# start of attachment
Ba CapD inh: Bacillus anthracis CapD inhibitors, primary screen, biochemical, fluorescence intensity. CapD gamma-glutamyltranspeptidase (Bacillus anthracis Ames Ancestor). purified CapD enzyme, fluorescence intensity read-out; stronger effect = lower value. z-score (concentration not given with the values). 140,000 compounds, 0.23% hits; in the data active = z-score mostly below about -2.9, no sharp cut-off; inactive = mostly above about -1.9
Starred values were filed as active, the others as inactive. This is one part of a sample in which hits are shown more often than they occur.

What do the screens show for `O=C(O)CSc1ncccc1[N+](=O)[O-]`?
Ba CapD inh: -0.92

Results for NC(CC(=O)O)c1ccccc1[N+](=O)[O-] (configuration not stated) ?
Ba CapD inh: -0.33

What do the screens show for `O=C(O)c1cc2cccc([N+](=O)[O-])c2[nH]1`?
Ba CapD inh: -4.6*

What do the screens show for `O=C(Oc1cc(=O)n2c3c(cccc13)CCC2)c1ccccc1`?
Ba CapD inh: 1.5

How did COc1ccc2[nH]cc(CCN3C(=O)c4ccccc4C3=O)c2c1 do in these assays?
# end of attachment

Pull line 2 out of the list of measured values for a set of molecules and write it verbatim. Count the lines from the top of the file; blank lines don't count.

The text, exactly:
Starred values were filed as active, the others as inactive. This is one part of a sample in which hits are shown more often than they occur.